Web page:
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 Posted:   May 13, 2020 - 12:43 PM   
 By:   Mike Esssss   (Member)

I assumed, and still do assume, that there was a thread on these upcoming movies but I couldn't find one using various search methods. If this is a double post please delete.

In any case, McQuarrie just confirmed on the latest episode of the "Light the Fuse" podcast that Balfe is returning to score M:I 7 and 8. This will no doubt trigger reflexive muscle spasms and existential dread for many of you but I really dug his score for FALLOUT and I am behind this development.

Link for podcast: https://www.lightthefusepodcast.com/podcast-episodes/2020/5/13/episode-one-hundred-christopher-mcquarrie-simon-pegg-hayley-atwell-and-lorne-balfe

 
 Posted:   May 13, 2020 - 12:55 PM   
 By:   Yavar Moradi   (Member)

Well at least this reveals his supposed justification for not brining back Joe Kraemer to be utter bullshit. He wants every M:I film to be different and a different composer is part of that, hmm??

Right.

Yavar

 
 Posted:   May 13, 2020 - 1:23 PM   
 By:   Mike Esssss   (Member)

Well at least this reveals his supposed justification for not brining back Joe Kraemer to be utter bullshit. He wants every M:I film to be different and a different composer is part of that, hmm??

Right.


Not necessarily. I think that was probably 100% true at the time. Things change.

 
 
 Posted:   May 13, 2020 - 1:26 PM   
 By:   KeV-McG   (Member)

I'm the opposite and although I've generally enjoyed the previous M.I. films and their scores, I openly hated the score to Fallout and found it ruined whole sequences of the film for me.
He kept repeating an old Schifrin theme but doing it in the wrong chord (or note) in a lazy, brain dead fashion.
It drove me fkn crazy while I was trying to watch and enjoy the film.
This news makes me not want to bother seeing any future films in the series.
Maybe by the time the film finally gets finished and released, Balfe will be just as out of fashion as the composers he regularly replaces and someone good will be in vogue by then.

And for the record, I'm not some zealous, close minded anti R/C Zimmer film music hater.
Apart from finding the style got old real quick, I've enjoyed it on many previous occasions, I'm honestly curious and excited to hear what Zimmer and Co provide for the new Bond AND I've done a complete 180 on the Junk, whose scores I now genuinely look forward to.
But this Balfe fella is just shite.

 
 Posted:   May 13, 2020 - 2:35 PM   
 By:   Scott McOldsmith   (Member)

I am so conflicted over Balfe. I really like some of his work and other things just make my earballs bleed.

I mean, I really liked his take on the Terminator in Genisys. Pretty much everyone involved has done decent scores for the franchise. Gemini Man wasn't bad, just nothing special. So okay, Fallout: some of it is really great. I love "Freefall" and the unreleased "Helicopter Chase" (thanks to the score only track I can enjoy it sound effects free). Yet, at the same time, the - as noted above - repeated leaning on "The Plot" as well as the endless bongos gets very old over the course of the score.

I don't hate his work. But like Tom Holkenborg and Henry Jackman, they either rise to the occasion or they fall into the same old "chords of doom" mold.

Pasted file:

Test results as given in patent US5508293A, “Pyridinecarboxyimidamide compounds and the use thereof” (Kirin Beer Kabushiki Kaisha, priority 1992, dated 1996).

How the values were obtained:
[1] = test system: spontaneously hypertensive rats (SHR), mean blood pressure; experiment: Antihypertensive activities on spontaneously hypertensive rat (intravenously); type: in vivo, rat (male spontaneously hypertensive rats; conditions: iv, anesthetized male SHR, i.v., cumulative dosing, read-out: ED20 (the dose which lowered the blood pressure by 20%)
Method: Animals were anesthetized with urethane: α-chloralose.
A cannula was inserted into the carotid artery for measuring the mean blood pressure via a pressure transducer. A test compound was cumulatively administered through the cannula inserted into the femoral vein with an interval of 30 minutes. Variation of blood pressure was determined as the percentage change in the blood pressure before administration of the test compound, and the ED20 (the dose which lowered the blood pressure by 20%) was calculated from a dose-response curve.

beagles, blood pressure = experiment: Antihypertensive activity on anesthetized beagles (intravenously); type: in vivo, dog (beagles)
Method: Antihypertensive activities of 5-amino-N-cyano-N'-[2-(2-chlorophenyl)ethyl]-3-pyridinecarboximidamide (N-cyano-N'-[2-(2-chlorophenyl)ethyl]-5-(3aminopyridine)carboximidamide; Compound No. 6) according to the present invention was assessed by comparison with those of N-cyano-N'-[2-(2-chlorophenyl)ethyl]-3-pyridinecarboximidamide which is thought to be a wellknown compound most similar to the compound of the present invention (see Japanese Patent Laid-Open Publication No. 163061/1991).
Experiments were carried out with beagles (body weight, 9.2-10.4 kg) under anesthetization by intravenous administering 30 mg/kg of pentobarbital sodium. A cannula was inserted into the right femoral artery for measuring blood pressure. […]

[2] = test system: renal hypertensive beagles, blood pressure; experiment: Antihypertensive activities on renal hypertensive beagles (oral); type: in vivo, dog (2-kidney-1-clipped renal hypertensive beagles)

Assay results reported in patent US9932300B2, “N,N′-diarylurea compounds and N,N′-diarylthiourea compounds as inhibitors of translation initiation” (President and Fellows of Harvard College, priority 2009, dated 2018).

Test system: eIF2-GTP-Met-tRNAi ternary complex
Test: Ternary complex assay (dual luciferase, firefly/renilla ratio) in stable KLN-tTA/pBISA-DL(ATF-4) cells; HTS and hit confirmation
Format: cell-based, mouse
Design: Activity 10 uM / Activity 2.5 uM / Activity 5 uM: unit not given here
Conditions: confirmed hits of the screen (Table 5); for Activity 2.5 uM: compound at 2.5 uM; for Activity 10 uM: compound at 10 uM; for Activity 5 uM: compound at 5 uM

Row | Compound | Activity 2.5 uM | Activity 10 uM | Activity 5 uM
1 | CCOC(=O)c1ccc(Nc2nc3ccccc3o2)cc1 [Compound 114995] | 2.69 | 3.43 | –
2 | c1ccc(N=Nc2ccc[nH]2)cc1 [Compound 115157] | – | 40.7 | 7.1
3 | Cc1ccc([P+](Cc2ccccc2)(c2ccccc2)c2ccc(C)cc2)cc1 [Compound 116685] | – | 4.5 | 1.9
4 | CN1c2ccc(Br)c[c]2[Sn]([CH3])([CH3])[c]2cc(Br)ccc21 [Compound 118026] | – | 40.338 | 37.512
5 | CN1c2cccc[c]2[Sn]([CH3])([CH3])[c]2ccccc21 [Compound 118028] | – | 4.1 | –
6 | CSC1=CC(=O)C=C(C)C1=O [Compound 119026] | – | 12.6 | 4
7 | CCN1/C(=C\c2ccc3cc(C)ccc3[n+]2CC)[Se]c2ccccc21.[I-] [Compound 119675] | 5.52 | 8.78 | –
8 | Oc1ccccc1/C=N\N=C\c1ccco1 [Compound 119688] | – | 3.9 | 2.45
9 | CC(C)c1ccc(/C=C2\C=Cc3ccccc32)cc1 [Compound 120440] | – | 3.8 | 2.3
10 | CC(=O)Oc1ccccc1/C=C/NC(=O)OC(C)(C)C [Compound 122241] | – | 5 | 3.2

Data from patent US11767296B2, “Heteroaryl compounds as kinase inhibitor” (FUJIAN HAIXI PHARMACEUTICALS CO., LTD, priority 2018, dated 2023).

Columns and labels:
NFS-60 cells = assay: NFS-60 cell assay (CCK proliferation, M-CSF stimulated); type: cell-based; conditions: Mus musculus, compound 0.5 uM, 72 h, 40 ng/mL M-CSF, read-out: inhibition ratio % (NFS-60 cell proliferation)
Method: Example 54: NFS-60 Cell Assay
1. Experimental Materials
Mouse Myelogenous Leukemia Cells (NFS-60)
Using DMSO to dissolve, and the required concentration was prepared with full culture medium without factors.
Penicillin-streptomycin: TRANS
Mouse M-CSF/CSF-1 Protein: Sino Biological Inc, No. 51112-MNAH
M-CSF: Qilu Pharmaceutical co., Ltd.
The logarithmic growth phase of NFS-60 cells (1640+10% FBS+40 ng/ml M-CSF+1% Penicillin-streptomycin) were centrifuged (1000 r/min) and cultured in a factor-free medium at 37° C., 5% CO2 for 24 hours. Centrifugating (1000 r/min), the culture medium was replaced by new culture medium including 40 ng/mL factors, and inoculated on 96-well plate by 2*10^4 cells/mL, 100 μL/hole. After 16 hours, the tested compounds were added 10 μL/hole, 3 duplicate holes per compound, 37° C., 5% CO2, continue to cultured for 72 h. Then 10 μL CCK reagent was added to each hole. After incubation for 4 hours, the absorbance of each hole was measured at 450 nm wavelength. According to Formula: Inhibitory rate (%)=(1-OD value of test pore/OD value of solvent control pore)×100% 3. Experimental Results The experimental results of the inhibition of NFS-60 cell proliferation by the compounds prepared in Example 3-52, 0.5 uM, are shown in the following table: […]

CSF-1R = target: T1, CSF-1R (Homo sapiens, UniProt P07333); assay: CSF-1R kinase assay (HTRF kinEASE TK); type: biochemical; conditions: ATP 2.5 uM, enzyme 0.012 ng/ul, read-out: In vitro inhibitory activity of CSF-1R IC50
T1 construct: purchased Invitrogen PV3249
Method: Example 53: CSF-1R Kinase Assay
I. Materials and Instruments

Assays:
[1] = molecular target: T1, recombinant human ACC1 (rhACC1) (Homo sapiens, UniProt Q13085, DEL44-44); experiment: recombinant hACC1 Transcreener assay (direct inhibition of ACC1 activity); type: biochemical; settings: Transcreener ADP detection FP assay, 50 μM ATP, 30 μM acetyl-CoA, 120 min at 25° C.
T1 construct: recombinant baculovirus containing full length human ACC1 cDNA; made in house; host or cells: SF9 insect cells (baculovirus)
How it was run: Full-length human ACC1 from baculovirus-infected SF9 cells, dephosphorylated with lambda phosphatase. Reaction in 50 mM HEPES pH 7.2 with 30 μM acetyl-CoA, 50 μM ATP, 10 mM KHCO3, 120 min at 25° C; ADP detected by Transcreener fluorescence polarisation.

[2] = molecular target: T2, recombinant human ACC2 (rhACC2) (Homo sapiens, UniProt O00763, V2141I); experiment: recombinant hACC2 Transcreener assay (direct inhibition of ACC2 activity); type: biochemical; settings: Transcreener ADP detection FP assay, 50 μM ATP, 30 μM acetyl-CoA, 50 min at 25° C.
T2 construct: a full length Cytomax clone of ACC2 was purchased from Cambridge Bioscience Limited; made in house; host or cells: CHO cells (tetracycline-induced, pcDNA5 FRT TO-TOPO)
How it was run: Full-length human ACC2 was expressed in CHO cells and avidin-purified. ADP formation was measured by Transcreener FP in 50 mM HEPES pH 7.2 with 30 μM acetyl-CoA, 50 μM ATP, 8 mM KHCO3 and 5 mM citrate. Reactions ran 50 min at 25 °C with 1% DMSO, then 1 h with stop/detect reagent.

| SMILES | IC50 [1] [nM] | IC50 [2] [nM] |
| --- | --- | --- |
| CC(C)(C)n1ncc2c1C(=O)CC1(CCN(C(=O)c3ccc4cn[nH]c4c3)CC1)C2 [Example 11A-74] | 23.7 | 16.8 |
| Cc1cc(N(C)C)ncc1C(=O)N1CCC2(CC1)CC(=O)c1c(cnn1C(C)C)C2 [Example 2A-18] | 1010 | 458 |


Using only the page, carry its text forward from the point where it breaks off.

I would like to think McQuarrie would at least ask Balfe to stretch and give two different styles to the remaining films. Unless 7 and 8 are one long story, then that's fine too.

Joe Kreamer was one of those guys I never heard before and then blow me totally away with Rogue Nation. He got the sound exactly right.

Michael Giacchino revived the series after the mess that came out of MI:II and both of his scores were excellent.

Hans Zimmer often impresses me with the beauty of his work. Other times, I wonder why he's employed at all. This was one of those times.

Danny Elfman was okay, but that's not really his strongest genre. Still, "Zoom A/Zoom B" are to die for.

 
 
 Posted:   May 13, 2020 - 6:17 PM   
 By:   bondo321   (Member)

Balfe did a terrific job with "Fallout," and I can't wait to hear him expand on it!

 
 Posted:   May 13, 2020 - 6:32 PM   
 By:   The Mutant   (Member)

I’m most excited about seeing Henry Czerny reprise his role as Kittridge.

 
 Posted:   May 13, 2020 - 10:28 PM   
 By:   BackToTheFutureFan   (Member)

No one has topped Elfman’s score. Perfect film, perfect score.

 
 
 Posted:   May 13, 2020 - 11:01 PM   
 By:   Mephariel   (Member)

I am so conflicted over Balfe. I really like some of his work and other things just make my earballs bleed.

I mean, I really liked his take on the Terminator in Genisys. Pretty much everyone involved has done decent scores for the franchise. Gemini Man wasn't bad, just nothing special. So okay, Fallout: some of it is really great. I love "Freefall" and the unreleased "Helicopter Chase" (thanks to the score only track I can enjoy it sound effects free). Yet, at the same time, the - as noted above - repeated leaning on "The Plot" as well as the endless bongos gets very old over the course of the score.

I don't hate his work. But like Tom Holkenborg and Henry Jackman, they either rise to the occasion or they fall into the same old "chords of doom" mold.

I would like to think McQuarrie would at least ask Balfe to stretch and give two different styles to the remaining films. Unless 7 and 8 are one long story, then that's fine too.

Joe Kreamer was one of those guys I never heard before and then blow me totally away with Rogue Nation. He got the sound exactly right.

Michael Giacchino revived the series after the mess that came out of MI:II and both of his scores were excellent.

Hans Zimmer often impresses me with the beauty of his work. Other times, I wonder why he's employed at all. This was one of those times.

Danny Elfman was okay, but that's not really his strongest genre. Still, "Zoom A/Zoom B" are to die for.


I basically have the opposite opinion.

Danny Elfman's score is still the best overall. He is the only one to capture that noir/spy feel. And "Zoom B" is still probably the best action cue of the series.